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We know that if $A$ is symmetric, then we can determine the sign of $x^T A x$ for $x \ne 0$ by looking at its eigenvalues. But what if $A$ is not symmetric, then we cannot say that it is positive definite, etc. So is it still possible to judge the sign of $x^T A x$?

What if $A$ is a Metler matrix?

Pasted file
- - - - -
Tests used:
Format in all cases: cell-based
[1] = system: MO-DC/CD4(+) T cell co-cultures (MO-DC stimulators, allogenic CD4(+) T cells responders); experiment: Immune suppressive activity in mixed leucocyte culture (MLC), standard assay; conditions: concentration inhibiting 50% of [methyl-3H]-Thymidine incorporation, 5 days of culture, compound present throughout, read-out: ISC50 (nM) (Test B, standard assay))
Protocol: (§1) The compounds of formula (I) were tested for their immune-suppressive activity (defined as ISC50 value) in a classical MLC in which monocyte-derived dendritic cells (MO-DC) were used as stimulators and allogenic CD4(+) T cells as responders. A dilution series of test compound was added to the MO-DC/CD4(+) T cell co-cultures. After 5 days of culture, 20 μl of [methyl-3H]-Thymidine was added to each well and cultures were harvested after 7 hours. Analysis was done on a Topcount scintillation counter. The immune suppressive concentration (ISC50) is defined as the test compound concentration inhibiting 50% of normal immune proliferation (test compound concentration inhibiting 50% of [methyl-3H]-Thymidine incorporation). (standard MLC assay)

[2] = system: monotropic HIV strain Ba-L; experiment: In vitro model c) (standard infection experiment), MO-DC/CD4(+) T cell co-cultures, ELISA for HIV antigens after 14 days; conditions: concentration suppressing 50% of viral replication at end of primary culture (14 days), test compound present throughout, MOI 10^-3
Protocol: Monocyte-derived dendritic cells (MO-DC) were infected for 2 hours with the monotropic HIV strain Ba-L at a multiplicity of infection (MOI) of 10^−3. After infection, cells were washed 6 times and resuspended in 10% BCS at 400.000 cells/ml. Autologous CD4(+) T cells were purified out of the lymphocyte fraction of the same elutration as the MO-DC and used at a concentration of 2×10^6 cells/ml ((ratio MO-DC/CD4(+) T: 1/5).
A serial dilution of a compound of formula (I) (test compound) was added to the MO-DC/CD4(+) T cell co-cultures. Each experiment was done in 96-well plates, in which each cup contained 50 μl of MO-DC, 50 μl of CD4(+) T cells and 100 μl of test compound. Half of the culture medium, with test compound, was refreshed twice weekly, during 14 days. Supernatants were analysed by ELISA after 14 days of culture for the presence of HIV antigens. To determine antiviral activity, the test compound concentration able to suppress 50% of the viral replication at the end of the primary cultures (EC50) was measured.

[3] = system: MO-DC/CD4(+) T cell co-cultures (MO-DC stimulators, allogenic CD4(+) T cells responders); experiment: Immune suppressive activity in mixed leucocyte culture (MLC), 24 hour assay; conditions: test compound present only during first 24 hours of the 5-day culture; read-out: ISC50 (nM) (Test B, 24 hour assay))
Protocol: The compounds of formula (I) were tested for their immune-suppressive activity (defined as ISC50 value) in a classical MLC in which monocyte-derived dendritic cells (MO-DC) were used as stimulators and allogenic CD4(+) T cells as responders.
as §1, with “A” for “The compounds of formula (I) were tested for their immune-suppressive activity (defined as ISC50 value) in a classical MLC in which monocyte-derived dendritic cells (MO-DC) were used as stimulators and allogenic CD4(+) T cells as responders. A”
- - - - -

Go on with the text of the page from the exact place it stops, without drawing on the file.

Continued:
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You can decompose each matrix onto two matrices: symmetric and skew-symmetric. It can be done the same way: $A = \frac{1}{2} (A + A^T) + \frac{1}{2}(A - A^T)$. It's easy to figure out that the first matrix is symmetric, while the second one is skew-symmetric. Also, we know that for skew-symmetric matrices $x^TCx = 0 \ \forall x$. As a result $x^TAx$ is equal to $x^TSx$, where $A = S + C$, ($S = \frac{1}{2}(A + A^T)$, $C = \frac{1}{2}(A - A^T)$). And in symmetric case you already know, what to do!

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